Freedom (yeah, right)


Some friends and I were talking about worship this week. Some of them are in a season where they don’t want to go to church. They experience God more closely in nature than by going through the motions every Sunday. Most of us know that going to church doesn’t make you a Christian any more than sitting in a refrigerator makes you a stick of butter. My friends were supportive of one another and cheered them on for taking a hike instead of going to church. But the conversation, which started as leaning away from legalism, soon begins to lean towards “anything goes.”

The anything goes mindset goes like this: Whatever you feel like you should do, that’s what you should do, because God made you that way. Like you, I can quickly come up with a list that starts with “yeah, but…” Yeah, but, what if I want to kill someone? Yeah, but, what I don’t feel like being generous? Yeah, but, what it feels good to gossip?

The intention is to offer freedom. But does it actually work? Eventually, we will find out that “anything goes” is actually all about me. Shouldn’t worship be all about God?

Maybe we need to step away from the legalism we’ve inherited from generations of Christians who handed off religion rather than Jesus (religion, after all, is easier). The great irony is that we might walk away from one form of legalism into another.

Legalism isn’t just creating and following old rules, it’s defining religion so that you can control it. You can be legalistic (in control) by claiming that you experience God in the woods because, just like in religion, it is something you can control.

Maybe real freedom comes through doing something where we’re not in control: obeying. I suspect that worshipping God means putting him first. It’s about submission. Now I’m all for re-examining what Jesus actually wanted us to do. I’m just wondering, maybe we can find freedom, not by looking inward, but by doing what God says.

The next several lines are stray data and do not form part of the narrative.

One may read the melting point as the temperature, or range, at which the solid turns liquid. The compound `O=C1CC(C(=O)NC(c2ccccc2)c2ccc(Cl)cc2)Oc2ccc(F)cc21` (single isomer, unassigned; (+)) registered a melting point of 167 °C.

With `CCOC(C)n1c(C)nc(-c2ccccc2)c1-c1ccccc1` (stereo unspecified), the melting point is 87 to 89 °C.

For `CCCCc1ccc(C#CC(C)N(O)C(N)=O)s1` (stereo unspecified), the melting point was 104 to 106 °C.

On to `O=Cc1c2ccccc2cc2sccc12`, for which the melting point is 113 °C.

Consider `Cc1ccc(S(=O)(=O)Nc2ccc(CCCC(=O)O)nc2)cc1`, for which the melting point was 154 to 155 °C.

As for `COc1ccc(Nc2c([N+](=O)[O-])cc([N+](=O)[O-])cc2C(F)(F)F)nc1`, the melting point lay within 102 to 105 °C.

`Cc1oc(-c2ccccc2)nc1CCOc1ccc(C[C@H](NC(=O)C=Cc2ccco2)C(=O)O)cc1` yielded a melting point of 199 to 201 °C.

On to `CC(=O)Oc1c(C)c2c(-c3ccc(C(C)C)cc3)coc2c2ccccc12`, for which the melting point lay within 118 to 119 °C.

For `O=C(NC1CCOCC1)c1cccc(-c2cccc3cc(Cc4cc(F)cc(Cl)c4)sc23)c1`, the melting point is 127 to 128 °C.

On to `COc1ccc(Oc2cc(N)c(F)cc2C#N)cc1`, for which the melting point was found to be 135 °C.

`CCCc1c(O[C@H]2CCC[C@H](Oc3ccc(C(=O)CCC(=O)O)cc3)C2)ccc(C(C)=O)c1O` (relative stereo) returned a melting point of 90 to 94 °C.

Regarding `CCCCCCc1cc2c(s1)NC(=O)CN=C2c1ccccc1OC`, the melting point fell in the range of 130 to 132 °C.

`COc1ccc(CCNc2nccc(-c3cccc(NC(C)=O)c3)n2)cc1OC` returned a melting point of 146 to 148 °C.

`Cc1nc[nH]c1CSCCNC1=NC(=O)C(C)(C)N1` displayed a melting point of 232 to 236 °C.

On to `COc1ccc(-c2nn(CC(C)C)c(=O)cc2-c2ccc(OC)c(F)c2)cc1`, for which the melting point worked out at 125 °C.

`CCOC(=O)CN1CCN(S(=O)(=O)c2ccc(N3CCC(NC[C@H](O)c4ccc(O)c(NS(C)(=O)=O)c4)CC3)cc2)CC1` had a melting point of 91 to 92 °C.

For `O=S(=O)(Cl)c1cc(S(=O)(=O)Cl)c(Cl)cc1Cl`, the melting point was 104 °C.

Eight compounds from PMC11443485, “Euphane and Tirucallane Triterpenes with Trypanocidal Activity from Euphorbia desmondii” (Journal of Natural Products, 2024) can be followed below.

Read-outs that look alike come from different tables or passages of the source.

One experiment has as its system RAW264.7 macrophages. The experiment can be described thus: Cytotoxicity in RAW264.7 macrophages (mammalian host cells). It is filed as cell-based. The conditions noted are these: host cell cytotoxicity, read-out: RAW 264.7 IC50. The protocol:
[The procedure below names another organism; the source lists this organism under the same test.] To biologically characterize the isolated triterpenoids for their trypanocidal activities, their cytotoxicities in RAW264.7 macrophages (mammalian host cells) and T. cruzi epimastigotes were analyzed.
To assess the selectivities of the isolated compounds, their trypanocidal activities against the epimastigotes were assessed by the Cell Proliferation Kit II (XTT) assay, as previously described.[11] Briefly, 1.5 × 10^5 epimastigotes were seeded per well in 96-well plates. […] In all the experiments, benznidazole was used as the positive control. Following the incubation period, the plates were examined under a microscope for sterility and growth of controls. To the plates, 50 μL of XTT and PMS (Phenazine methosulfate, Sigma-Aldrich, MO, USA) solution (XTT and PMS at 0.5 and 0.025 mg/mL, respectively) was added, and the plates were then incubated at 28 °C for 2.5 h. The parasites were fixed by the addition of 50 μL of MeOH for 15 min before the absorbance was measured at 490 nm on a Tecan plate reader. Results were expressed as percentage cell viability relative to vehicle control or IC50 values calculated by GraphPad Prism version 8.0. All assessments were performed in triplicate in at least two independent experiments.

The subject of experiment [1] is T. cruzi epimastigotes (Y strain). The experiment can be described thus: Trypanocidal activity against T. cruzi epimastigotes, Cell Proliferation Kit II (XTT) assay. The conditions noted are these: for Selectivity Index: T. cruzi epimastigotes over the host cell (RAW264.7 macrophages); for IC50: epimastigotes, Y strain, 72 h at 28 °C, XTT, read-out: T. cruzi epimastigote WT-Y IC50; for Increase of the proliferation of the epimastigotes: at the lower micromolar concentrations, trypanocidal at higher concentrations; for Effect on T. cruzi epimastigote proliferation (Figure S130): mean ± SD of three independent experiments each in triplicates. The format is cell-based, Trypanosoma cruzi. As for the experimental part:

Spiritually Ignoring Good Ideas


I’m reading a fabulous book called “The Power of Habit.” It’s interesting, powerful, insightful, helpful and I suspect it will be largely ignored by the people who could do the most with it: Christ followers.

This book has insights about community, disciplines, free will, and even forgiveness.

You should read “The Power of Habit.” It helps us understand ourselves and others. As I often do when I read great books I think about how powerful it could be if the local church would leverage these insights.

Of course, there are plenty of Christians who will read this (among other great) books. But we will subconsciously assume it is separate from our faith and from the Great Commission. We will read The Screwtape Letters for our ‘devotion’ and The Tipping Point for pleasure, when the latter might actually contain more practical and helpful insight into our calling than the former.